WSB-TV/Landmark 11/1 500 LV 50 46 Trump +4
Trafalgar Group 10/31 – 11/2 1013 LV 50 45 Trump +5
Insider Advantage 11/1 500 LV 48 46 Trump +2
Emerson 10/29 – 31 749 LV 49 48 Trump +1
PPP 10/27 – 28 661 LV 46 48 Biden +2

North Carolina

North Carolina, being one of the quintessential swing states in the country, again produced a close race in 2020 as President Trump claimed the Tar Heel State with just a 1.3 percentage margin, 49.9 – 48.6 percent. Rasmussen Reports was again closest to the mark, as they were in Pennsylvania. Most of the polling throughout the entire election cycle, however, 57 of 85 published polls with eight ties, forecast Biden as holding a North Carolina lead.

The five final pollsters were: Insider Advantage; CNBC/Change Research; Emerson College; Reuters/Ipsos; and Rasmussen Reports. While RR was the closest, CNBC/Change Research was furthest away.

North Carolina – Trump 1.3 percent

Insider Advantage 10/30 – 31 450 LV 48 44 Trump +4
CNBC/Change Research 10/29 – 11/1 473 LV 47 49 Biden +2
Emerson 10/29 – 30 855 LV 47 47 Tie
Reuters/Ipsos 10/27 – 11/1 707 LV 48 49 Biden +1
Rasmussen Reports 10/28 – 29 800 LV 48 47 Trump +1

Texas

Media report after media report continued along the theme that the Lone Star State of Texas was in play for Biden but, in the end, Texas remained red and voted for President Trump in a 5.5 percentage spread, 52.0 – 46.5 percent, which was the closest major statewide race in nearly two decades.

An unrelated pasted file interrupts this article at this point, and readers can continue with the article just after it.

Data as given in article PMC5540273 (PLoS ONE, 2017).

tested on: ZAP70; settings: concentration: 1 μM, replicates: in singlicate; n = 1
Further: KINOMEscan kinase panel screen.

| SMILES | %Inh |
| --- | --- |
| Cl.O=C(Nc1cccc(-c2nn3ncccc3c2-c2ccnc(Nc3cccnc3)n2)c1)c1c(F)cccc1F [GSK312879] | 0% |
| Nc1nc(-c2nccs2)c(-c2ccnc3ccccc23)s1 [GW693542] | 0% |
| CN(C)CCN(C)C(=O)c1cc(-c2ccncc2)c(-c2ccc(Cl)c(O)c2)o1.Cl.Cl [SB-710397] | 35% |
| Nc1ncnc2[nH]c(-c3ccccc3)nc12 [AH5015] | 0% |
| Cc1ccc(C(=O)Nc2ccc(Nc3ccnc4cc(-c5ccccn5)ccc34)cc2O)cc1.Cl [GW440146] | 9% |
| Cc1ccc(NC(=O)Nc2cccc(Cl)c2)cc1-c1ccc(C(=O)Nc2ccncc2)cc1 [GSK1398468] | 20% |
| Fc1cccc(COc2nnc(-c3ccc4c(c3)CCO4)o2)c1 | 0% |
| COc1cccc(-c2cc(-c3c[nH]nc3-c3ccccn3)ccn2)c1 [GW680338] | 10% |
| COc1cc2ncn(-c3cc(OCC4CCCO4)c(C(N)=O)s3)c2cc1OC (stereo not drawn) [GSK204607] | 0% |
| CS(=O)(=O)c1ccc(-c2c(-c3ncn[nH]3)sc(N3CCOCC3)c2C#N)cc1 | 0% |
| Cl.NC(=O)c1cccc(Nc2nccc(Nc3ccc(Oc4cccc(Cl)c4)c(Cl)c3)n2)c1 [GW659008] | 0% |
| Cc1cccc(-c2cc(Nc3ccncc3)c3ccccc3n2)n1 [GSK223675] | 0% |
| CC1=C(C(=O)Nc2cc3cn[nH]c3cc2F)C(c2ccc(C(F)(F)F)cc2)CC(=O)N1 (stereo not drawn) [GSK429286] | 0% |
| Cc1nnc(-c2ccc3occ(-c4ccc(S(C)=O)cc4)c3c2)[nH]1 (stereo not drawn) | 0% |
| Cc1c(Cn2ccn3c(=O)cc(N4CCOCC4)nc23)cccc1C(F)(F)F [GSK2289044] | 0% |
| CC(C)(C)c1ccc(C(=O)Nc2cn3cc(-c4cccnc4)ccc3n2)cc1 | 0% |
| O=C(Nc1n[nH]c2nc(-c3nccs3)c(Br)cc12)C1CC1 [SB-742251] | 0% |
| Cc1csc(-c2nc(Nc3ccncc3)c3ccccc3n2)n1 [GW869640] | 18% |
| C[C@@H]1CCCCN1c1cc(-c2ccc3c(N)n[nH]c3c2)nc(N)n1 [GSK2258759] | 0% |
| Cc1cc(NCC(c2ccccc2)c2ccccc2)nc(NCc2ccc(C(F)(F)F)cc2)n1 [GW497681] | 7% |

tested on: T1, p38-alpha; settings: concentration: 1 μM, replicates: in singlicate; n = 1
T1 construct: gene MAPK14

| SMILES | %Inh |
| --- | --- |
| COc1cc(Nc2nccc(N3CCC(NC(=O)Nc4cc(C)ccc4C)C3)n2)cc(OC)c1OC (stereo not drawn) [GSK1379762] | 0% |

At the end of the race, the pollsters were detecting a clear move toward President Trump largely because the oil and gas industry issues, so important to the Texas economy, became the focal point of attack throughout most of the campaign.

The University of Houston poll called the race almost exactly correct, while two academic institution pollsters, Emerson College and Quinnipiac University, were furthest away. The five pollsters were: Emerson College; University of Massachusetts at Lowell; Siena College/New York Times; Quinnipiac University; and the University of Houston.

Texas – Trump 5.5 percent

Emerson 10/29 – 31 763 LV 49 49 Tie
UMass Lowell 10/20 – 26 873 LV 48 47 Trump +1
Siena College/NYT 10/20 – 25 802 LV 47 43 Trump +4
Quinnipiac 10/16 – 19 1145 LV 47 47 Tie
University of Houston 10/13 – 20 1000 LV 50 45 Trump +5

ME-2

For the second time in two presidential elections, the 2nd Congressional District of Maine bucked the statewide trend and supported President Trump. Biden’s larger margin in the ME-1 CD allowed him to carry the statewide count, which earned him three of Maine’s four electoral votes.

As in the US Senate election in which the polling community missed the final result by the largest margin in the country, so too did they underestimate President Trump’s strength in northern Maine.

All five final pollsters forecast a Joe Biden victory in ME-2, but the end result was a substantial win for President Trump. Each missed well beyond the polling margin of error. The five polling firms were: Change Research; Emerson College; Survey USA; Colby College; and Pan Atlantic Research.

ME-2 – Trump 7.9 percent

Change Research 10/29 – 11/2 475 LV 47 46 Biden +1
Emerson College 10/29 – 31 301 LV 50 47 Biden +3
Survey USA 10/23 – 27 509 LV 48 45 Biden +3
Colby College 10/21 – 25 453 LV 46 42 Biden +4
Pan Atlantic Research 10/2 – 6 300 LV 47 43 Biden +4